Friday, October 28, 2011

Method to artificially produce blood is ready

We may very well be producing blood by ourselves soon, without the need to tap it from volunteers. Scientists in Edinburgh, Scotland have found a way to produce blood by using stem cells. They would only need two to three years to start tests in humans. If it all works, the artificial blood could be used in situations of acute blood loss, surgery, and other reasons that involve the rapid administration of extra blood to a patient. Because we currently rely heavily on donors, finding artificial ways for blood production is an important step forward.

Red blood cells
The blood is derived from stem cells that reside in the bone marrow. These somewhat specialized cells are able to divide while retaining their regenerative characteristics: the daughter cell can divide into whatever blood cell is needed, while the parent retains its stem cell characteristics. Every second, the body produces a stunning 2,4 million erythrocytes, also known as red blood cells. This highlights the enormous cell producing capabilities that these hematopoietic stem cells (HSC) have. The Scottish researchers have found a way to use HSC outside of the body, and let them produce erythrocytes, as they normally would. The produced red blood cells are consequently put in a mix that can be used as blood.

In the lab, the HSC produce blood that is O negative, the blood type that is commonly described as the 'universal donor'. That is because the blood does not contain the 'labels' A or B, which can be recognized by the host's defense system, which consequently causes inflammation, to destroy the foreign cells. Because O negative has no labels, and no so-called Rhesus factor, the body's immune system stays silent. This way, almost everybody can receive the produced blood. In addition, people that possess blood type AB are sometimes called universal recipients, as their body does not recognize the labels A and B as foreign, because they possess it themselves.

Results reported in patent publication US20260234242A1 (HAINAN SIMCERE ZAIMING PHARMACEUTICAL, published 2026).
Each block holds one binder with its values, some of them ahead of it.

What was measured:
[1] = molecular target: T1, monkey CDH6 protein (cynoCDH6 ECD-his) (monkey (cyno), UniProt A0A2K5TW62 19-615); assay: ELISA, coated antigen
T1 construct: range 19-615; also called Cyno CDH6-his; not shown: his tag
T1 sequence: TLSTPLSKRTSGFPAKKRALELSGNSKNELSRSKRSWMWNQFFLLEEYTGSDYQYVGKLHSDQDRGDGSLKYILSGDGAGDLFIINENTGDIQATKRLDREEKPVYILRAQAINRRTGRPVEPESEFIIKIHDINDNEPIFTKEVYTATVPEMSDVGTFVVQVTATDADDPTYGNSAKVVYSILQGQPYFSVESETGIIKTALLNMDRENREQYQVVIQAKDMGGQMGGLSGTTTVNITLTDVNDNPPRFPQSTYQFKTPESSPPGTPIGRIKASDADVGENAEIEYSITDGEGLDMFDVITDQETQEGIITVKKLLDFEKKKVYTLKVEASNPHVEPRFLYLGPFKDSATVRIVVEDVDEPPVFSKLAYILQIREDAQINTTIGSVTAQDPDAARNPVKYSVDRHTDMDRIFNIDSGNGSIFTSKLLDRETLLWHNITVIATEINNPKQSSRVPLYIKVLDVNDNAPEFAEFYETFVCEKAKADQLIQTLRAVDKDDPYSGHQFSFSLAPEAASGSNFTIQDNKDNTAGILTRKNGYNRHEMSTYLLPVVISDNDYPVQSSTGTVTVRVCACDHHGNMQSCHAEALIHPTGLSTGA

Erythrocytes are cells that the body uses to transport oxygen: they possess a special molecule called haemoglobin that contains iron to bind oxygen molecules. Interestingly, red blood cells do not have a nucleus, while most other cells in our body do. In the nucleus, cells store the genetic information in structures called chromosomes. Naturally, blood contains more than just erythrocytes. White blood cells, that have a function in the immune system, roam the blood, and platelets are required for coagulation when a blood vessel is ruptured causes bleeding. Many more molecules, like glucose, are transported by the blood. Sometimes in a free form, sometimes bound by proteins.

Artificially produced blood can be a life saver in situations that require acute supply of blood, and surgeons often use it in the hospital. For example, blood loss during surgery needs to be countered by administering extra blood, to keep the blood flow and supply of nutrients to all parts of the body going.

Because the blood producing method has not yet been tested in humans, it will still take several years before doctors can actually use artificial blood. But the development of a method that makes it possible is a big step in the right direction. 

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